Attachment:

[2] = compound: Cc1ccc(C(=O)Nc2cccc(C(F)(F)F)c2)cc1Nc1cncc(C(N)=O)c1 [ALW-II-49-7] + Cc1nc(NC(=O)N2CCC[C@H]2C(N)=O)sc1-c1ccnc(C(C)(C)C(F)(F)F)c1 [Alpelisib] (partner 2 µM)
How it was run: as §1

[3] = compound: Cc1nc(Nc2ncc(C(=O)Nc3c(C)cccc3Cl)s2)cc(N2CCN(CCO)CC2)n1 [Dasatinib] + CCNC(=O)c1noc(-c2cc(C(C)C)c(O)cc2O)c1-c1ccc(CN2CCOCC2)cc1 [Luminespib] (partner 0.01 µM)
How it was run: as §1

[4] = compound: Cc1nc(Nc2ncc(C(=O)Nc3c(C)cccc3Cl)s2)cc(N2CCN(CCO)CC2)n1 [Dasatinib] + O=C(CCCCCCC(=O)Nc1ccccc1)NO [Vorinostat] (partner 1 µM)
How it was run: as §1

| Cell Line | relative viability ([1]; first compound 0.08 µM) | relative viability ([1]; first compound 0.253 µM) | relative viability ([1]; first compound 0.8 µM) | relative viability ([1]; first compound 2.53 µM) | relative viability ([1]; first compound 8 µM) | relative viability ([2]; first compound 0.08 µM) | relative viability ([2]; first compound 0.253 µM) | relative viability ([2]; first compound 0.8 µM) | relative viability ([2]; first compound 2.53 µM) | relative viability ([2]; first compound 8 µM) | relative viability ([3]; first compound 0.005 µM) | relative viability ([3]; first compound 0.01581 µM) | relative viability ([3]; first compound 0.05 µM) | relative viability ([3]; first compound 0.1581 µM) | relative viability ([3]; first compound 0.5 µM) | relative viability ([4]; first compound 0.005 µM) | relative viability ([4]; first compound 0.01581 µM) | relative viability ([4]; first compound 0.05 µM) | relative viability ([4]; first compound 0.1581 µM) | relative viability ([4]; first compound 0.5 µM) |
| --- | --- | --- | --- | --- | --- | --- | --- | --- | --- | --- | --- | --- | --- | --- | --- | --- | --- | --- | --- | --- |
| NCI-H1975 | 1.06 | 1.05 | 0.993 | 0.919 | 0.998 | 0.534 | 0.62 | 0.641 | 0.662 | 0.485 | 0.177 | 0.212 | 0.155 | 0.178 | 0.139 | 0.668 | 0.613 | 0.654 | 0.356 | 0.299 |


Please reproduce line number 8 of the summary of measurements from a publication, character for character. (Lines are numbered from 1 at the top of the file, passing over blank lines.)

| --- | --- | --- | --- | --- | --- | --- | --- | --- | --- | --- | --- | --- | --- | --- | --- | --- | --- | --- | --- | --- |